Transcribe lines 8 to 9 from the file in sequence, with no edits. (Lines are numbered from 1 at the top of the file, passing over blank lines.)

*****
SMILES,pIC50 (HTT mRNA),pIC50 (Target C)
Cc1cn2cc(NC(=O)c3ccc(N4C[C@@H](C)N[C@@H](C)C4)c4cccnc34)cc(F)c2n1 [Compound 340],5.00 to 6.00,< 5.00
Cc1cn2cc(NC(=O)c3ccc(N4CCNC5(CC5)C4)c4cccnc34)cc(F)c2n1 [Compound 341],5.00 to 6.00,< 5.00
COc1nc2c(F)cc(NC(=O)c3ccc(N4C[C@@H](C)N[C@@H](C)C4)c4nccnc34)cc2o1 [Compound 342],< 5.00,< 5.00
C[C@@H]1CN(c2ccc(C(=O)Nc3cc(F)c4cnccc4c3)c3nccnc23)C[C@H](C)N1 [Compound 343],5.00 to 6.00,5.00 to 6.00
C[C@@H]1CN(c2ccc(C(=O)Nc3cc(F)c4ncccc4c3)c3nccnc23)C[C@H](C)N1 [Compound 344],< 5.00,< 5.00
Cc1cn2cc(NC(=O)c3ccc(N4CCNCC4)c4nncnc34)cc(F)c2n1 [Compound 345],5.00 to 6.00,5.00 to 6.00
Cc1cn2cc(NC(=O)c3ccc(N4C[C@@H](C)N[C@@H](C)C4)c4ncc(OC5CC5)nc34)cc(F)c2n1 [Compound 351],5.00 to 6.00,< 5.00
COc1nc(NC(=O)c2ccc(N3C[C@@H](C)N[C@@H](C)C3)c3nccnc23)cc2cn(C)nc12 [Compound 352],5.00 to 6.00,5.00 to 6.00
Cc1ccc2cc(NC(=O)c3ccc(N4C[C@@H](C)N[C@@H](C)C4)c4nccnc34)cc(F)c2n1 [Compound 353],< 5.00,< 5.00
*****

Cc1cn2cc(NC(=O)c3ccc(N4C[C@@H](C)N[C@@H](C)C4)c4ncc(OC5CC5)nc34)cc(F)c2n1 [Compound 351],5.00 to 6.00,< 5.00
COc1nc(NC(=O)c2ccc(N3C[C@@H](C)N[C@@H](C)C3)c3nccnc23)cc2cn(C)nc12 [Compound 352],5.00 to 6.00,5.00 to 6.00